University of Alabama

Alabama football: Nick Gentry doesn't fit nose guard mold, uses speed, technique to get job done

TUSCALOOSA, Ala. -- He stands 6-feet, 1-inch and weighs 284 pounds.

Sure, Alabama defensive lineman Nick Gentry is larger than the average male on the street. For a nose guard, however, he isn’t the prototype -- not in the world of 354-pounders such as former Crimson Tide star Terrence Cody and 310-pound starter Josh Chapman.

But that’s cool with Gentry.

Success in the trenches doesn’t necessarily require 300-plus pounds and weight-room records. The fifth-year senior from Prattville carves out precious playing time by taking advantage of his sedan-sized body in an SUV-heavy world.

“I’m not the biggest guy; everybody knows that,” Gentry said with a smile. “I don’t try to go out there and muscle people. I try to use my quickness to beat people. That’s what Coach Saban wants, and that’s what I try to do.”

And Saban likes what he sees from Gentry this August, while noting his speed and athleticism.

“He’s always had a role on our team, and he seems to be in better shape and is having a great camp and will maybe even make a larger contribution,” Saban said.

Playing all 13 games as backup nose guard last season, Gentry made 14 tackles, including one for a loss. Twice he hurried the passer. Although he recorded zero sacks, he has the reputation as a quarterback’s nightmare.

Chapman identified Gentry as the team’s top pass rusher.

“He knows how to use his hands,” Chapman said. “His technique’s pretty good. The guy can play almost every position on the line. He’s been here a long time.”

Long enough to be recruited by the last regime.

Gentry is one of the few team members who committed to the Alabama program coached by Mike Shula. At the time, the Tide ran a 4-3 defense that Gentry played at Prattville High School.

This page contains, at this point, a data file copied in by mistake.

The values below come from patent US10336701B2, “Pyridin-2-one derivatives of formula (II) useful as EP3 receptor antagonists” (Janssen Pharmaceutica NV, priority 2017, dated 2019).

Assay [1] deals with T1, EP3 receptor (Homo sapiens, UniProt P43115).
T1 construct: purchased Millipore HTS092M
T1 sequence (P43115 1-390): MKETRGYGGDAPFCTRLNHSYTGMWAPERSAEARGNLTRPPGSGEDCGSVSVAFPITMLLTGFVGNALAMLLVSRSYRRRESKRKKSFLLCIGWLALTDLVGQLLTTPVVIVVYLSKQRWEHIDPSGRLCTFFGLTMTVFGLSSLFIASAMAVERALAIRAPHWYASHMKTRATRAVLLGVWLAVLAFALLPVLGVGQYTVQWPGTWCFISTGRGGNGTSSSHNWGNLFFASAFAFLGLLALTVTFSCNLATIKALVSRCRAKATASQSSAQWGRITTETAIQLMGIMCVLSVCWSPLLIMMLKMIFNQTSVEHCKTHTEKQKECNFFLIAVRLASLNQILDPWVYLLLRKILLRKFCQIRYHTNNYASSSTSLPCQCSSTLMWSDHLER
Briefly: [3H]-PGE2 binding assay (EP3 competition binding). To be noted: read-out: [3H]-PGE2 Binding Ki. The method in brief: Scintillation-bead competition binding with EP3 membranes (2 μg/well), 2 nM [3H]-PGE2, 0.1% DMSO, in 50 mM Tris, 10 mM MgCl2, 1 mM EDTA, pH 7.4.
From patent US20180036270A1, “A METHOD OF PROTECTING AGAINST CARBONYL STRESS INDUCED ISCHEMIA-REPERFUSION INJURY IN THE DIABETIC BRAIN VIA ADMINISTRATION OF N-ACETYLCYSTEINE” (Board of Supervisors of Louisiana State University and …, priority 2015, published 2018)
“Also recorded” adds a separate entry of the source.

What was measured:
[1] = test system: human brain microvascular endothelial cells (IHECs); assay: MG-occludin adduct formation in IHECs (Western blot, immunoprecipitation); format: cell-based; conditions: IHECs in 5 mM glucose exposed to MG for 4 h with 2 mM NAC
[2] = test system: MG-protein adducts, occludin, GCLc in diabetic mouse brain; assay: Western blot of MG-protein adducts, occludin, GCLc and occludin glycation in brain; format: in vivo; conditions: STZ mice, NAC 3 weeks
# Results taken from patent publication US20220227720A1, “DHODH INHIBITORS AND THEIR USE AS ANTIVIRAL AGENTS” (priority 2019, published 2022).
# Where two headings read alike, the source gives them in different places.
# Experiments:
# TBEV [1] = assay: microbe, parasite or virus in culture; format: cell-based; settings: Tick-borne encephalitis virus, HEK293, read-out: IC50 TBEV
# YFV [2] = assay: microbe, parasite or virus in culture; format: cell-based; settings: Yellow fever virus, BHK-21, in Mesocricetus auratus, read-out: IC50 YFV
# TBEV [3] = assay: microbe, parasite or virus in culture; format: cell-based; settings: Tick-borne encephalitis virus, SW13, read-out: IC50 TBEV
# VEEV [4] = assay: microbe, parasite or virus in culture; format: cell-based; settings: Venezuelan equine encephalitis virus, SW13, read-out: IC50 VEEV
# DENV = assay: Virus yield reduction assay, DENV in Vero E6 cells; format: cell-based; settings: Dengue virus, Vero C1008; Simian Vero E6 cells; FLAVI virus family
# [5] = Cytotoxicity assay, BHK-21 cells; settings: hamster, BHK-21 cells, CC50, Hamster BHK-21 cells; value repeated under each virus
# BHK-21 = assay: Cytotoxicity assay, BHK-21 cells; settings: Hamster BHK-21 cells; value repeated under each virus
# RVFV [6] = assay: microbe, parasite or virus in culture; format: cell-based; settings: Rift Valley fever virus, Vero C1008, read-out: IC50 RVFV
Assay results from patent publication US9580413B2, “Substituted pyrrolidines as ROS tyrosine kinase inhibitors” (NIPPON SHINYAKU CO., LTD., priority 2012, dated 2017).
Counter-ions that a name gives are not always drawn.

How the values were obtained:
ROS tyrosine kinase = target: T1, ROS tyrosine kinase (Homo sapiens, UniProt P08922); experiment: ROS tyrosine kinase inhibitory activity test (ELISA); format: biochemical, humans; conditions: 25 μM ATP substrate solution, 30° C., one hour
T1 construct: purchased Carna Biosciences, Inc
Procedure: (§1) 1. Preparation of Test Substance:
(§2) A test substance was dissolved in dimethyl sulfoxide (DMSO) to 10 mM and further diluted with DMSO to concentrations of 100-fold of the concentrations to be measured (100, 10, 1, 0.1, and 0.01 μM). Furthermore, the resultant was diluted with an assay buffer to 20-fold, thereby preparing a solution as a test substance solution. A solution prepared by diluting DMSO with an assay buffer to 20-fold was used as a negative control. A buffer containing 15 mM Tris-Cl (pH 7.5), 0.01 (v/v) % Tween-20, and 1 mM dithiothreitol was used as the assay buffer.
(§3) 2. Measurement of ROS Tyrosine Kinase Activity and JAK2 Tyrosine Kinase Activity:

Shula was fired. In came Saban and the 3-4 defense with its two defensive ends and a nose guard but no tackle.

“I thought I was going to come in and play a 4-3; that’s what I’ve always played,” Gentry said. “I’m glad at learning this 3-4. It’s a whole lot different coming from that 4-3 background. We ran a little 3-4 in high school. I’ve learned a lot, and I’ve enjoyed it.”

It wasn’t easy, though.

Gentry “always doubted” himself in his first three years at Alabama. It came down to his size.

“They want big guys on the ends and stuff,” he said. “I’ve never really played nose. I’ve always played end in high school. When I got down into the nose position, you pretty much had (Cody) and them coming in. When they came in, I realized I’m pretty much not tough enough to play defensive end. I’ve got to go with nose guard. I tried to learn every little technique I can to take advantage of what I have.”

Bo Davis, the defensive line coach from 2007-10, sat Gentry down last season and fed it to him straight. David told him speed would make the difference in the Alabama defensive front known for its size.

It’s about using the lower center of gravity and “throwing your hip into it,” he said.

“I mean, I’m not Josh Chapman; I don’t bench press 500 pounds,” Gentry said. “I try to split it. That’s what I try to do. They tell us to hang on to it, but I try to split it because I feel like, if I get in that gap, I can make the play. Dont’a (Hightower) and them love it because, if I split it, I get the guard, throw my hip into him and bounce him out of the way. Then we can both go make the tackle.”

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